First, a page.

The half of the show that works takes place in the present and concerns a 42-year-old man coping with life as a Thalidomide survivor. Born with shortened arms because his mother took the drug when she was pregnant, our protagonist, Duncan, is singing in a London cabaret club and becoming romantically involved with a female doctor. But talk about issues: Bitter (who wouldn't be?) and emotionally defensive (hardly a surprise), Duncan is a complex and sensitive man. In scenes with his sister and his new girlfriend, that complexity and sensitivity are well expressed in the writing and the performances.
It helps that Duncan is played by real-life Thalidomide survivor Mat Fraser; he is deformed, with arms that he calls "flippers." The surprise is that, in this large-cast production, Fraser is the best actor on stage. After all, there is a miniscule pool of deformed actors to draw upon for this rolet, while there are tens of thousands who could play the others. For the record, some of the featured actors are also very talented -- and some are decidedly not. One might be tempted to blame the strikingly uneven performances for the show's failures, but this is only a contributing factor. The real culprit is author Willett, who adds a stunningly inept fantasy element to his story: He brings a wide array of characters into play, characters who are connected to Duncan's life in various ways. Among them are his late mother and father, plus Duncan and his sister as children. Also making appearances are historical figures who are part of the sad history of Thalidomide.
The history of the drug is fascinating, but not in this format. When an American woman enters, announces that she's arrived via a time warp, and says that she's anxious to watch an episode of The Big Valley on TV, it isn't just the tone of the play that's changed; it's the mental acuity of the playwright. Where was the director, Eliza Beckwith? She must shoulder some of the blame for not quashing this terrible idea. Happily, we then return to the present, and some of these scenes are emotionally searing. Case in point: The sex and nudity in The Flid Show is compelling, and there's a powerful scene wherein Duncan's girlfriend shows him a bottle of Thalidomide. (It turns out that the pill has come out of the dungeon of the past to be touted as a modern-day wonder drug.) The scene that ensues could make a stone weep; the combination of Fraser's performance and Willett's suddenly brilliant writing makes for a shattering theatrical moment.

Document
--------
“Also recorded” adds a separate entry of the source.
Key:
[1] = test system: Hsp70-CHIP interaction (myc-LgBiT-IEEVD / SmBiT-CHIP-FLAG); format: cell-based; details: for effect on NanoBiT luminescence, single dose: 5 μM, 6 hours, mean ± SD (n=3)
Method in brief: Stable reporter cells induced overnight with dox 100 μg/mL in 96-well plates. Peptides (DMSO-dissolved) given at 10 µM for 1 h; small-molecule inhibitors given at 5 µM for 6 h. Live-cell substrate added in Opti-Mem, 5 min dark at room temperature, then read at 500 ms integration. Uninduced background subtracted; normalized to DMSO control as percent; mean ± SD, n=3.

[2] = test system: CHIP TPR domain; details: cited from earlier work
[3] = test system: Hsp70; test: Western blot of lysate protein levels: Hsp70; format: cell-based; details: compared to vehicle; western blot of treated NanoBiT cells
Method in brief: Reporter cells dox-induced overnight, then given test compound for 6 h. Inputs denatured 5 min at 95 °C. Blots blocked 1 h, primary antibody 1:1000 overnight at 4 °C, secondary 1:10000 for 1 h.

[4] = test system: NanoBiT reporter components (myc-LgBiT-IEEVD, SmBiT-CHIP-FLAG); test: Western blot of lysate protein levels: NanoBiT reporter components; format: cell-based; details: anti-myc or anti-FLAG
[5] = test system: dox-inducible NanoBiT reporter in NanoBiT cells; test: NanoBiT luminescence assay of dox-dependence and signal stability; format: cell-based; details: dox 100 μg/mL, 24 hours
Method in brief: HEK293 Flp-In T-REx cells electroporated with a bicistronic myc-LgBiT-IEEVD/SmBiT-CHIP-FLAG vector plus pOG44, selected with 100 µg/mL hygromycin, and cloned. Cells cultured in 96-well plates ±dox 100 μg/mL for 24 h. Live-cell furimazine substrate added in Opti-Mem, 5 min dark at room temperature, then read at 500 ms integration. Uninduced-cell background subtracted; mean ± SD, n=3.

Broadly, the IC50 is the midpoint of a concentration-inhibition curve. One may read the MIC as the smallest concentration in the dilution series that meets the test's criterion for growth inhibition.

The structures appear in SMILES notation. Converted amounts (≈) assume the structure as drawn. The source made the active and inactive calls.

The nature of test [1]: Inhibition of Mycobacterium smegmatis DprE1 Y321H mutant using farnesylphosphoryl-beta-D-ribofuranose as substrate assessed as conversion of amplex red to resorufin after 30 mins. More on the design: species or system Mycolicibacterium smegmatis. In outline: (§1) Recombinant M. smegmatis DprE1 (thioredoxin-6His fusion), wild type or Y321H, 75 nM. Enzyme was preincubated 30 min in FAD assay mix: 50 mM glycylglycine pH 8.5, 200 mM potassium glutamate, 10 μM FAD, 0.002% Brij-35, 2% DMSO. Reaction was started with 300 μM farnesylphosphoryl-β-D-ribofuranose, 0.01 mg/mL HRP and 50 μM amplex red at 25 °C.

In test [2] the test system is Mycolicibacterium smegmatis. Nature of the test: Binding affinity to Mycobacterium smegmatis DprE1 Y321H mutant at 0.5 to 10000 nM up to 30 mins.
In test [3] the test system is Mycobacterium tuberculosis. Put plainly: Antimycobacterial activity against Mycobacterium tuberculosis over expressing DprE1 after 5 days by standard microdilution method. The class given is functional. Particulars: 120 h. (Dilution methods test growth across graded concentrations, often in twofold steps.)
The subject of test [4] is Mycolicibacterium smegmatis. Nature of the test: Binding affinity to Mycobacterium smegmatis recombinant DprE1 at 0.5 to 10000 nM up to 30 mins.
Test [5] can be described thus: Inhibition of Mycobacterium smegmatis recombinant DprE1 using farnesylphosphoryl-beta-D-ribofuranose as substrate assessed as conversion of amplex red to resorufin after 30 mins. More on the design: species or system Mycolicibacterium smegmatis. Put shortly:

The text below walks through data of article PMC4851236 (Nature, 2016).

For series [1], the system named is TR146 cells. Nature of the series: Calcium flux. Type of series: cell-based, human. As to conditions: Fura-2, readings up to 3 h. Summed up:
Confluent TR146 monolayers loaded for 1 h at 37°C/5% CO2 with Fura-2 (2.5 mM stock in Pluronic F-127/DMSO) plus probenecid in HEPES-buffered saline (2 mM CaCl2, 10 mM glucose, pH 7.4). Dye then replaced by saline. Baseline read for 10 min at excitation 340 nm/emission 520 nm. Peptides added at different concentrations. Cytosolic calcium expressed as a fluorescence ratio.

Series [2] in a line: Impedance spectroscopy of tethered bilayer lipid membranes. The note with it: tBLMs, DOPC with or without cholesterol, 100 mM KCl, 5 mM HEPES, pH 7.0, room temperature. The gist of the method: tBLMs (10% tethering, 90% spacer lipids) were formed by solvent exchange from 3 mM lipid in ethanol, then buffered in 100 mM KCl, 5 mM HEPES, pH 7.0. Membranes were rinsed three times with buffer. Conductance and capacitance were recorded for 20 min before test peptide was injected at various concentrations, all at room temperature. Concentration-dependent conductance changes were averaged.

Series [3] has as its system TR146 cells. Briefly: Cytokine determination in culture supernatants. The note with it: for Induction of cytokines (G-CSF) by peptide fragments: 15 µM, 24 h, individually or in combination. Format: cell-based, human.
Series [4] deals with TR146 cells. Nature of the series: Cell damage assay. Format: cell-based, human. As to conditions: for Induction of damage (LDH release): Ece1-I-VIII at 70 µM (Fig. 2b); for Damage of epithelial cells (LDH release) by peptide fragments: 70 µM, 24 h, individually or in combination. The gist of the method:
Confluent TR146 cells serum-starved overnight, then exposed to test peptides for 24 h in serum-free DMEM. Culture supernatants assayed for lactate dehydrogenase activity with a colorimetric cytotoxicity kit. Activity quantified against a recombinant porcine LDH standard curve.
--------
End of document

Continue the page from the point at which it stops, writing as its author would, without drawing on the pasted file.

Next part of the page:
Karen Walsh is gritty and real as Duncan's sister, Brenda. Kim Donovan is wonderfully vulnerable as Rachel, Duncan's new girlfriend, and Christa Scott-Reed is most effective as his beleaguered mother. The Flid Show is largely a mess -- but when it works, it's breathtaking.
There is a mountain in Samuel Beckett's Happy Days. In the current revival of the play by the Worth Street Theater Company, set designer David P. Gordon has impressively built the mountain; infortunately, in a metaphoric sense, director Jeff Cohen has not quite managed to climb it.
In what we assume was an attempt to make Beckett's dark comedy more accessible and entertaining, Cohen has directed the gifted comedian Lea DeLaria to play the play's main character, Winnie, with broad comic brio as she sinks ever deeper into the mountain. If you listen closely, you'll hear a Bette Davis impression -- and the cartoon rooster Foghorn Leghorn makes a number of vocal appearances as well.
DeLaria is working hard to entertain but this play rests on the vulnerability of Winnie, not on her emotional resourcefulness. It's a savage, uncompromising piece about our pathetic attempts to survive in a world that can (literally) bury us. Winnie has to be real and heartbreaking, yet Cohen has directed DeLaria to be anything but. And she's pretty much the whole play; David Greenspan is her husband, Willie, but his role is very small. In short, this production is misconceived.
The Nature of Jazz
Frank Fontana's new show at Danny's Skylight Room is titled Natural Jazz and, given the fact that all of his songs are connected to nature, it's only fitting that his style is breezy.
It would have been very easy to go wrong with a show like this. A singer will often insist upon a theme that then becomes a creative straitjacket, forcing him/her to pick songs that fit the concept rather than his/her personality. Fontana makes no such mistake. His program, with impressive musical direction by Wells Hanley, is well thought out and full of fresh, imaginative song selections. For instance, "Nature Boy" would have been an all-too-obvious choice, but it's happily nowhere in sight. Instead, Fontana melds charming patter built about his relationship to nature with items such as Duke Ellington's "I Like the Sunrise" and a little known but gorgeous Stephen Sondheim song titled "Sand." A gentle jazz artist, Fontana phrases lyrics with care.
His vocals are carefully controlled, which can cut both ways. On one hand, there's something smooth, easy, and relaxing in his consistently mellow delivery. On the other hand, there is nothing dynamic about his performance; he works within a relatively narrow stylistic wavelength. But if there's a sameness to his style, we have to say that it certainly wears well. Fontana's sincere, likeable stage presence is a major asset that helps make Natural Jazz a highly enjoyable act.
[To contact the Siegels directly, e-mail them at firstname.lastname@example.org.]